The great Alan Levine has unearthed and posted a version of a Second Life presentation Tom Woodward and I did back in 2008. It’s a personal favorite of mine because we managed to integrate elements of [[John Carpenter]]’s They Live! and The Thing seamlessly and subtly into the presentation, with a grand finale of setting everyone in the virtual world audience on fire. Those were the days!
I can happily report that my original post on this presentation now has video—the masses had been clamoring for it! But beyond the video, which I am fired up Alan has brought back from the dead, it’s untimely death is of interest. It was hosted on Blip.tv (as were a few of my currently missing EdTech Survivalist videos) and this video service did a webrexit. What’s more, the NMC had a site dedicated to the conference that is also living in oblivion now, although I was able to find PDFs of our presentation slides and the conference program on the nmc.org/files domain (I copied them to my web hosting account for posterity). But in terms of the page I linked to when I was able to keep track of my presentations on my CV site, it’s gone. 404 city. Dead link valley. I guess 2008 is no longer the domain of New Media 🙂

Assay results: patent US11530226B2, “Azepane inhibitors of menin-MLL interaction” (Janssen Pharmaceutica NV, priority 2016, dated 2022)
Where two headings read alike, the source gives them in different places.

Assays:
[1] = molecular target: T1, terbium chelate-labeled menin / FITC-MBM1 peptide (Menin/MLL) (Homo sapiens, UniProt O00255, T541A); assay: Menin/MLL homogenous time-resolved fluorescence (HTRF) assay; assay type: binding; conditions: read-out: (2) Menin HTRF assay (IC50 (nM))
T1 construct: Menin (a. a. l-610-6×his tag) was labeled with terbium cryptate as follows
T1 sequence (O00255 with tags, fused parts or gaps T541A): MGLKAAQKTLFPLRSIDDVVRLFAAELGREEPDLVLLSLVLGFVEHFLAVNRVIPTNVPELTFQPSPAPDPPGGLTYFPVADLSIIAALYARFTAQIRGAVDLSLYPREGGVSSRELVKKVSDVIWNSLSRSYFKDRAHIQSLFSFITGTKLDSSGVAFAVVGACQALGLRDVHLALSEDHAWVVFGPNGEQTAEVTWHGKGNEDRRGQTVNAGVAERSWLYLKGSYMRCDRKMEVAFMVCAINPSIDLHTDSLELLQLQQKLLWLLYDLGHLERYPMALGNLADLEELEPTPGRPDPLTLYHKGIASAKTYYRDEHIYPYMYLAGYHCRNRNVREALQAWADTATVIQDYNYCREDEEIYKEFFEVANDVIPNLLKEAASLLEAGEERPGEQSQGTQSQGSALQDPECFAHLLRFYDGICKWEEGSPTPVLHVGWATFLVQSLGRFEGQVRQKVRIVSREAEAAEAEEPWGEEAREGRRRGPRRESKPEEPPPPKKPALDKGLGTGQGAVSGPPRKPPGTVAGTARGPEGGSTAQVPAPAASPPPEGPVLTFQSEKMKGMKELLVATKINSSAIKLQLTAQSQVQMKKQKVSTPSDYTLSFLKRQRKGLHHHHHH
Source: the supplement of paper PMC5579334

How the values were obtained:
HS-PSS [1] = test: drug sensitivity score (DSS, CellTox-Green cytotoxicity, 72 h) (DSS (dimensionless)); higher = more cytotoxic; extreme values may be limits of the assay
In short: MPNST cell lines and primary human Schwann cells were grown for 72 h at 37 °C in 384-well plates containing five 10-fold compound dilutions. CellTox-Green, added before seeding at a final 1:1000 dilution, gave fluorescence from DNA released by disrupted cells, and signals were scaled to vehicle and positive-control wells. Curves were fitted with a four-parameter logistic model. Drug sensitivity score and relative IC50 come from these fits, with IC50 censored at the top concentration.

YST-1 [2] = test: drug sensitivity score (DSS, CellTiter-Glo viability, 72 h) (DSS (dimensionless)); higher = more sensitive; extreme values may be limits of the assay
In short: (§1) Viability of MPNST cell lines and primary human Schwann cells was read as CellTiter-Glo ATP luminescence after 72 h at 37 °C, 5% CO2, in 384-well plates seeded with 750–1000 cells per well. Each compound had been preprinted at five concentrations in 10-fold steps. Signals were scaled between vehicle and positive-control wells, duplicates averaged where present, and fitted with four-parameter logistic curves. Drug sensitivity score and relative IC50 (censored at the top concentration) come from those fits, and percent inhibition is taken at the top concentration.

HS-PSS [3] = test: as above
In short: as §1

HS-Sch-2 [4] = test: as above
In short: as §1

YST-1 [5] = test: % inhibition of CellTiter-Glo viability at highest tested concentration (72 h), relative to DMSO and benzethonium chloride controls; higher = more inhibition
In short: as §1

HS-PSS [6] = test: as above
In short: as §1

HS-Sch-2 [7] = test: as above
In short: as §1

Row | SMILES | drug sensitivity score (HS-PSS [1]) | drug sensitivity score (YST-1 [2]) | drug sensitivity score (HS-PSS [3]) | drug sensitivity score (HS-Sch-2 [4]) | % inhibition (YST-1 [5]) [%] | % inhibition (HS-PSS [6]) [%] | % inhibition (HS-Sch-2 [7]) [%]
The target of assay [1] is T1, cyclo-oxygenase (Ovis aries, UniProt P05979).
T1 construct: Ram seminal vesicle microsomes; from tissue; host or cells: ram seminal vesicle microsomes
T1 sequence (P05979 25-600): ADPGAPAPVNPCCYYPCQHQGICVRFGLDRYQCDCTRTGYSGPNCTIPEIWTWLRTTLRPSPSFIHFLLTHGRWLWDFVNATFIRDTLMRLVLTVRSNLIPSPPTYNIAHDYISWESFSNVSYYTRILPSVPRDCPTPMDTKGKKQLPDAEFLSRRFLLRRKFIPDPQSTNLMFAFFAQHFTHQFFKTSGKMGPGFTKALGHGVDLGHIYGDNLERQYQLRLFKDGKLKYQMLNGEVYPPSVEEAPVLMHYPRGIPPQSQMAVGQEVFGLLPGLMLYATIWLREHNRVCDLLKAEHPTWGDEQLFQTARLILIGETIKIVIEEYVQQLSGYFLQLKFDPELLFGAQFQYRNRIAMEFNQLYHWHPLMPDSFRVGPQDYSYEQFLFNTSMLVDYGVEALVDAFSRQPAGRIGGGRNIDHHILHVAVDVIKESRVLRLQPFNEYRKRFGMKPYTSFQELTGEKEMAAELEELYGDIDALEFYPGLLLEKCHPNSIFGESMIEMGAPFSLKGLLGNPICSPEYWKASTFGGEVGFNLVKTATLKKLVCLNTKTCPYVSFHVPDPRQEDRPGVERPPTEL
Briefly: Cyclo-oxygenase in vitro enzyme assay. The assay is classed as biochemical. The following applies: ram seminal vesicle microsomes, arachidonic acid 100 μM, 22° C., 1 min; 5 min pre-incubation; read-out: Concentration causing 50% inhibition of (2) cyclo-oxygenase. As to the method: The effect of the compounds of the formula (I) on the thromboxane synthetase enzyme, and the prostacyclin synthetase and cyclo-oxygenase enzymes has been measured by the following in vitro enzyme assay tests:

But for me it seems good form that institutions and organizations should take some responsibility to archive and keep the links for various conferences they have run and presentations they recruited folks to present. I mean don’t you think an outfit that calls itself the New Media Consortium should be able to thoughtfully an intentionally archive and preserve that work? But I know the answer to my own rhetorical question. People come and go from organizations and institutions, priorities change, continuity is hard, memories fade, and links die. I guess we can chalk it up to the way of the world wide web, but if that’s the case Alan’s idea that that any cohesion we get from the web that was will be thanks to a few individuals who had the forethought and took the time to save stuff rings truer than ever. Luckily I have Alan in my community, and I can benefit from his longterm vision of the web as a communal memory bank of experience, not a series of open, yet dead, resources. My money is on the dog in the zombie suit!